Hello friends and welcome back to my blog. A few months ago, I started making my own beef burger patties. With the prices of burgers going up and with some burgers containing shady ingredients, I thought it best to make my own. I also discovered that one of my favorite burger joints was not seasoning their burgers, so their burgers were not tasting that great.
Benefits of Homemade Burger Patties
Prepping and freezing burger patties ahead of time makes life so much easier. Once I have my burgers prepped and frozen ahead of time, all I have to do is take them out of the freezer and cook them. So check out my recipe below as I help you save time and money for when you need a great burger.
Why Grass-Fed & Grass-Finished Beef?
So what is the big deal about “grass-fed and grass-finished beef?” Long story short, it is basically about how much Omega-3 to Omega-6 fatty acid ratio we consume. Most of the highly processed food made in the United States has a higher amount of Omega-6 fatty acids. This is not a problem, except for the fact that we are not consuming enough Omega-3 fatty acids to balance our Omega-6 fatty acid consumption.
Why is Too Much Omega-6 a problem?
Too much omega-6 is a problem because it could increase inflammation in the body. Omega-6 often times comes from vegetable oils like soybean oil and canola oil. You will also notice that these oils in particular are usually found in highly processed foods, which are known for increasing the risk of inflammation in the body. Check out the link below to read more about this topic.
Understanding the Terms
As it relates to beef, most beef in the United States comes from cows fed primarily grain. The grain is used to fatten up cows and is the source of omega-6 fatty acids. Unless noted, the beef you probably buy is grain-fed. Now there is another term called “grass-fed and grain-finished.” You usually see this if the beef package only says “grass-fed.” This is not an issue either, only, you have the right to know what you are buying and if you are paying a fair price. When a cow is fed-grass early on, and then fed grain towards the end of its life, this is also used to fatten it up. Some people, such as myself prefer “grass-fed and grass-finished,” to increase our chances of getting as much omega-3 fatty acids in our diets. If you want “grass-fed and grass-finished beef,” just make sure that it says exactly that, “grass-fed and grass-finished.”
- 4 lbs. Ground Beef
- 2 tsp. Pink Sea Salt
- 1 Large Egg
- 3 tbsp. Naturally Spriggs' Garlic & Herb Seasoning
- Parchment Paper
- 2 Gallon Freezer Bags
- 1 Permanent Marker
Prepping your Burger Patties for the Freezer
- Put all of your thawed ground beef in a large bowl.
- Drop 1 large egg onto the ground beef.
- Add your garlic & herb seasoning, along with the salt.
- Mix and massage all the ingredients with the ground beef.
- Next, round the seasoned ground beef into large round balls, about the size of an ice cream scoop. You can actually use an ice cream scoop if that is easier for you.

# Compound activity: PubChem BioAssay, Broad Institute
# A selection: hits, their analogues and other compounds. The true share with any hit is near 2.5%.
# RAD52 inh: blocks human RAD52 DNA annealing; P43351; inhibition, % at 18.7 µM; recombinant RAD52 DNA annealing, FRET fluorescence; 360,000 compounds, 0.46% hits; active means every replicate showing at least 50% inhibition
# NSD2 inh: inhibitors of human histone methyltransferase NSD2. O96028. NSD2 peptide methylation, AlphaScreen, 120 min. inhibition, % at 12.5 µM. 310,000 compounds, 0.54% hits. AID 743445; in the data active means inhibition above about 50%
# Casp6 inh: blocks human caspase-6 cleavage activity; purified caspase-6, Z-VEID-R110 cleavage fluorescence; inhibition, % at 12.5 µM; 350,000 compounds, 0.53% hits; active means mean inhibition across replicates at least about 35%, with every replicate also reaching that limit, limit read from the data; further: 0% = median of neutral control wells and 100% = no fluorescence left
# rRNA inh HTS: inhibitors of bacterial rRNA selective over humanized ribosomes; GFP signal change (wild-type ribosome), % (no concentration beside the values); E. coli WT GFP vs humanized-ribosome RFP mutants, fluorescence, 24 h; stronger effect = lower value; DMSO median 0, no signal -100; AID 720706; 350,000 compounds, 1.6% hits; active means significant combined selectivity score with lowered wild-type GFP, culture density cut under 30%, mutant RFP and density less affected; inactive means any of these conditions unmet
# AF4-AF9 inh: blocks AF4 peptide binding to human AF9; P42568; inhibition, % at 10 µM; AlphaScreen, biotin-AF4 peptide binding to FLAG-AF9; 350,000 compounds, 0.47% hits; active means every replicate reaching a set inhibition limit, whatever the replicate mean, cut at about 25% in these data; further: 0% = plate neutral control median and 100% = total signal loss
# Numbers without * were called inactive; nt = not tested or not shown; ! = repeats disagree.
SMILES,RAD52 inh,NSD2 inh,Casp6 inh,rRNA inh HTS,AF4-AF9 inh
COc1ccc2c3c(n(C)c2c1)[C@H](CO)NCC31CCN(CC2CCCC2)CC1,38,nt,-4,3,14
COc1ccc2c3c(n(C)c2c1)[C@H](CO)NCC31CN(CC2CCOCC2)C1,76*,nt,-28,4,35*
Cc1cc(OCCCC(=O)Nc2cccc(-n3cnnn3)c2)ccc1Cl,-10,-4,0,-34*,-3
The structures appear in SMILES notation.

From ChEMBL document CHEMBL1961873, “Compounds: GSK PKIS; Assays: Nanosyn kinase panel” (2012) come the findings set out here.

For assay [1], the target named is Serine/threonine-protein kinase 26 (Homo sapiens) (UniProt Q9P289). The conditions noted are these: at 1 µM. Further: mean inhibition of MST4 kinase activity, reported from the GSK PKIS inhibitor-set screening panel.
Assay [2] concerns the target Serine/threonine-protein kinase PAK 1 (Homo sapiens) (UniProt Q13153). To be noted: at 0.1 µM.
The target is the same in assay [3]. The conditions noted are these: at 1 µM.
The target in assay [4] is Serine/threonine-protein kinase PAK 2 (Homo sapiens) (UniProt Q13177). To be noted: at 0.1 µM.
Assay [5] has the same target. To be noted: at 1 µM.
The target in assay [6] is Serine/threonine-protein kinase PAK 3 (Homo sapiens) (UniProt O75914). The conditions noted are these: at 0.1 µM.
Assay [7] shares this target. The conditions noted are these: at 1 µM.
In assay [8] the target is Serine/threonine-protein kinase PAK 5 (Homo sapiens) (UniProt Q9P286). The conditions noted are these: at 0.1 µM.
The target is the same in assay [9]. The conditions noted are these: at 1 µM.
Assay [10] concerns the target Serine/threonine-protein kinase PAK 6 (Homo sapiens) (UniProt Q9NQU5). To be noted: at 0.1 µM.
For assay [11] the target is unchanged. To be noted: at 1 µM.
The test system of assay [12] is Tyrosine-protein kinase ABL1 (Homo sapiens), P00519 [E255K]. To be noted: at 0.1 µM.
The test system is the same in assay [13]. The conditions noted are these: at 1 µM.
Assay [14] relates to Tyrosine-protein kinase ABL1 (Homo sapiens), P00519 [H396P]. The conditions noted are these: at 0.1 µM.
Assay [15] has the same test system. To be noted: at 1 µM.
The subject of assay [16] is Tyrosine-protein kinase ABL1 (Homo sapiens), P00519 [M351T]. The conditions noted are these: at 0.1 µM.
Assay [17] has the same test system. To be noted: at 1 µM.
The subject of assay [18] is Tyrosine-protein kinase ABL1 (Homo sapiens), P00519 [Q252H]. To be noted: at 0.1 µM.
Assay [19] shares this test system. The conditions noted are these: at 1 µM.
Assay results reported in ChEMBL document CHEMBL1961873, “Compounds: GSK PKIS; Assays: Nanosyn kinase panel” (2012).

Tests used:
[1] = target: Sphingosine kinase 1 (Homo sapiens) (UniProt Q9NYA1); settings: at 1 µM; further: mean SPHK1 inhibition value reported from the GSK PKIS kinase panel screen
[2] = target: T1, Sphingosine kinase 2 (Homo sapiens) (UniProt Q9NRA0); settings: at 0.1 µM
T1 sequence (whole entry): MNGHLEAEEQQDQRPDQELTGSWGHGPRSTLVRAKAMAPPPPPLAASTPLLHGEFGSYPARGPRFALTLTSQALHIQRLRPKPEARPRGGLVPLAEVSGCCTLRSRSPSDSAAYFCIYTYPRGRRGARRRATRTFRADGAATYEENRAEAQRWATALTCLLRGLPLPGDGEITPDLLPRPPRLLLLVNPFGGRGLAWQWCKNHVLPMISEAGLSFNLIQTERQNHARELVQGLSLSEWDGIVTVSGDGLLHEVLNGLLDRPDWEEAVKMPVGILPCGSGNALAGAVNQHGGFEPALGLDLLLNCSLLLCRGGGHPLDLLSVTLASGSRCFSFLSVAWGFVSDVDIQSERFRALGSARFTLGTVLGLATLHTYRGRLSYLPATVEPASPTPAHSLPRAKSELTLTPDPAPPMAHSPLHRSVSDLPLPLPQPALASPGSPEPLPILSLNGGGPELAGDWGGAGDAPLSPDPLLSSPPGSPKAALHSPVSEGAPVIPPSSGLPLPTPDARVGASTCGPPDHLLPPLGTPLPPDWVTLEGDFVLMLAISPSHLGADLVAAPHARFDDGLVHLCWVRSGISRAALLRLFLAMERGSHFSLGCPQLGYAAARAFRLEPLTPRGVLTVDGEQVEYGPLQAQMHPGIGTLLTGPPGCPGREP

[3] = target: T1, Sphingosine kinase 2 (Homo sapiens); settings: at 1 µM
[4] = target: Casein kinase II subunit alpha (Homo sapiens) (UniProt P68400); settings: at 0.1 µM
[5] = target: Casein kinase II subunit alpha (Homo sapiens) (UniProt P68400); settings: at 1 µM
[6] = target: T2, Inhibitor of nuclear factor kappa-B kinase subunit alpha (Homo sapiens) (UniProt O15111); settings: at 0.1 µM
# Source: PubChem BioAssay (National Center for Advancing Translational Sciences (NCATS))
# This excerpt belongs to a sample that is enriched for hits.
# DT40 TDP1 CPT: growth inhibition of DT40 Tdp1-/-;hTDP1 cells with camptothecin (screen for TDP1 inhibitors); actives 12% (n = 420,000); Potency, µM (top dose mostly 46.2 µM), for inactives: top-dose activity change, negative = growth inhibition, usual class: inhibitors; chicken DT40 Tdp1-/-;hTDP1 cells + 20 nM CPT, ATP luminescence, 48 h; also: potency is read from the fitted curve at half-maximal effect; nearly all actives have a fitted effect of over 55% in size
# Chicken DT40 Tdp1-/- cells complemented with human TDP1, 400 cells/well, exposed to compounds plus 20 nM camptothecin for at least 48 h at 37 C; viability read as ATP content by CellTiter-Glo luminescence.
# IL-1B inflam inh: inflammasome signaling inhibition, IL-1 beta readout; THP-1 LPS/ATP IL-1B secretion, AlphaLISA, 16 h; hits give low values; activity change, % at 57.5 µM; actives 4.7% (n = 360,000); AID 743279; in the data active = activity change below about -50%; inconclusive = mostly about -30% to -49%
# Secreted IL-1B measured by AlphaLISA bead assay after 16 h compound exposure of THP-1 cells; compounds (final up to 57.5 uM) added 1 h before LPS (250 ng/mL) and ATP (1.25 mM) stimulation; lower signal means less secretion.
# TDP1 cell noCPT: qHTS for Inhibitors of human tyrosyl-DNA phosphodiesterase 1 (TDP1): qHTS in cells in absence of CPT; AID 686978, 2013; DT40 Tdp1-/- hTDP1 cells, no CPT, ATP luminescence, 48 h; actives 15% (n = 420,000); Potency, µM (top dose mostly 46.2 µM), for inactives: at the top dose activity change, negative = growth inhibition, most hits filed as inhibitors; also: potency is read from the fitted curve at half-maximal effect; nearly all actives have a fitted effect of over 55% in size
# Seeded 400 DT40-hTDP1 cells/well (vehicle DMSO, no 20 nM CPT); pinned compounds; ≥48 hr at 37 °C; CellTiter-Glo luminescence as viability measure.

- If you are using a roll of parchment paper, like me, tear off about 6 to 8 inches of parchment paper off the roll and then cut that sheet in half. you will want to do this a least 8 times so that you end up with 16 pieces of parchment paper.
- On a flat and secure surface, lay one sheet of the prepared parchment down, and place a large beef ball on top.
- Gently smash your first beef ball down, until it is to your desired width and thickness.
- Next, move your first burger patty with the first parchment paper to the side, and begin in the next patty, until you are finished.
- Depending on the size of your burgers will determine how many you will end up with. For this batch today, I ended up with 15 patties weighing approximately 4.25oz to 4.5oz each. If you want to be precise, please feel free to weigh your burger patties as you make them.
- As you finish prepping your last burger patty, you should end up with 1 last piece of parchment paper to layer on the last burger patty.
- Depending on how many burger patties you make, go ahead and put your burger patties in the freezer bags.
- Write the date you made your burger patties and what it is of course.
- I recommend storing them in your freezer for up to 3 months, but in my house, they do not last that long.
Cooking your Burger Patties
- When you are ready to enjoy your burger patties, take them out of the freezer and let them sit on the counter for about 5 minutes to make it easier to separate and take as many as you need.
- If you are broiling yours like mine, lay a large piece of parchment paper down over a large cookie sheet, and then lay your desired number of burger patties on top. (For added flavor, I add a little bacon fat on the parchment paper before adding the burger patties.)
- Depending on how hot your oven gets, broil your burger patties on high for about 6 to 8 minutes and then flip them for an additional 2 minutes. (If you do not agree with this method, please feel free to cook them the way you like.)
- Enjoy 😊